Bred to work and follow instruction, the Laekenois Dog is known to be prone to behavioural issues if under-stimulated or if not provided with consistent instruction and boundaries.

Trainability

Photo of Laekenois Dog puppy

Always eager to please their master and possessing the intelligence to accomplish a huge variety of tasks and challenges, the Laekenois Dog makes a superb dog to train. Many breed members will compete to a high standard in agility, obedience and tracking.

Firm boundaries must be set and adhered to from the beginning of their life to ensure compliance and to prevent these smart dogs from testing their limits and acting out. A particularly human dependent dog, it is not advised to leave the Laekenois Dog alone for prolonged periods, as this can lead to the development of separation anxiety.

Health

While commonly living into their early teens, the Laekenois Dog is prone to a number of health conditions, similar to the other Belgian Shepherds. These include:

  • Gastric Dilatation Volvulus (GDV) – A life-threatening situation, a GDV occurs when the dogs’ stomach bloats up and twists on itself, trapping its contents inside. Without immediate veterinary intervention, an animal is like to die.
  • Hip Dysplasia – It is widely accepted that all Laekenois Dog breeding parents should have their hips scored. This involves taking X-rays of the hips and assigning the dog a number that corresponds to their hip health. Dogs with poor hip scores should be kept out of the breeding pool.
  • Elbow Dysplasia – A forelimb lameness in a young medium to large breed dog that does not resolve with rest should raise concerns for elbow dysplasia. An orthopaedic examination coupled with imaging, such as X-rays and CT scans, can help to diagnose this condition.
  • Epilepsy – While seizures can have many causes, epilepsy is the medical term for fits that occur recurrently without a known reason. Laekenois Dogs who develop epilepsy are typically young to middle-aged with no other health complaints.
  • Atopy – Chronically itchy skin caused by atopic dermatitis can be a real issue in some Laekenois Dogs. Medicated washes and medications may be prescribed to help manage the condition, though it is often a lifelong problem.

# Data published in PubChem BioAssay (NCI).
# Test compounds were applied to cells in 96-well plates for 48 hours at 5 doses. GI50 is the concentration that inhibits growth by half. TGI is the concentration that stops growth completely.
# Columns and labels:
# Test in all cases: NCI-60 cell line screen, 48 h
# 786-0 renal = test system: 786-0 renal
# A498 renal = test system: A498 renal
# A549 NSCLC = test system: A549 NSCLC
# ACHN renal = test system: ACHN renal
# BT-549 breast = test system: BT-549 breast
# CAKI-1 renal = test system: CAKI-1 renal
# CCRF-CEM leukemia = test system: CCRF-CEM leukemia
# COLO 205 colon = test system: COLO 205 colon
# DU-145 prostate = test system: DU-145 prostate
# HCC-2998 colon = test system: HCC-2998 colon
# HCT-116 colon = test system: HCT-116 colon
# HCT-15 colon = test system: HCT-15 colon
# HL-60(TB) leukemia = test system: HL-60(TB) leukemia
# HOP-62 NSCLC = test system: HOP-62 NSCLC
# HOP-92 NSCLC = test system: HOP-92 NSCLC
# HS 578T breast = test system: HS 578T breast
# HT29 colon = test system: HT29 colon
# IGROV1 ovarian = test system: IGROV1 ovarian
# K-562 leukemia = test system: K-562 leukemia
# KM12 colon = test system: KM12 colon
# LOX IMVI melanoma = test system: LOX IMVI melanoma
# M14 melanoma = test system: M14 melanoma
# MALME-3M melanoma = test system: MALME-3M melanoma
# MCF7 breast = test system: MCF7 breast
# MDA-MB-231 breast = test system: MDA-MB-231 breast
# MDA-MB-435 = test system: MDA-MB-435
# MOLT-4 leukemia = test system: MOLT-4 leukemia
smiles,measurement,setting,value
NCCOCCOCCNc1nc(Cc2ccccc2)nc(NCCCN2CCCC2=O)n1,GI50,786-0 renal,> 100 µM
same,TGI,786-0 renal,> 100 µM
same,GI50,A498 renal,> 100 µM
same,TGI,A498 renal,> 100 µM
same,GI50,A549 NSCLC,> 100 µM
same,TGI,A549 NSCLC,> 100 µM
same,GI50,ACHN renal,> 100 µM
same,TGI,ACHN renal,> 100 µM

• PRA – PRA stands for Progressive Retinal Atrophy (PRA), a condition in which the rods and cones of the eyes degrade over time, leading to vision loss.
  • Pannus – When a grey-pink film forms over the eyes, this can interfere with vision. Medicated eye drops can be used in the treatment of this ocular disease.
  • Haemangiosarcoma – The symptoms of having this malignant tumour can vary largely between breed members, and some may not show any signs of having an internal tumour until it begins to bleed and they suddenly collapse. A tumour with a high potential to spread around the body, a diagnosis of a Haemangiosarcoma in a Laekenois Dog carries a very guarded prognosis.

Exercise and Activity Levels

A working Laekenois Dog is a content and well-adjusted Laekenois Dog, and those pets that are under-exercised and left under-stimulated and alone for long amounts of time can use their pent-up energy to become destructive or naughty.

Several long walks a day, mixed in with play time and training will all help to keep the Laekenois Dog occupied. A keen runner, this breed will happily keep up alongside you as you hike, jog or cycle.

Grooming

Regular grooming is required with a firm, wire brush to avoid matting and should be done several times a week. The Laekenois Dog tends to shed quite heavily twice a year as the seasons change, which can be off-putting for some owners. Giving the dog a good brushing outside of the home each morning can dramatically reduce the amount of fur lost inside the home.

Dew claws may be present on the hind limbs as well as the fore limbs, though many owners will have them removed by a veterinarian, particularly if they have a working Laekenois Dog or one that is prone to injured claws.

Famous Laekenois Dogs

The least popular of the Belgian Shepherds, the Laekenois Dog has no popular breed members as of yet.

Cross-Breeds

A rare breed, there are no well-known Laekenois Dog mixes to date.

User comments

There are no user comments for this listing.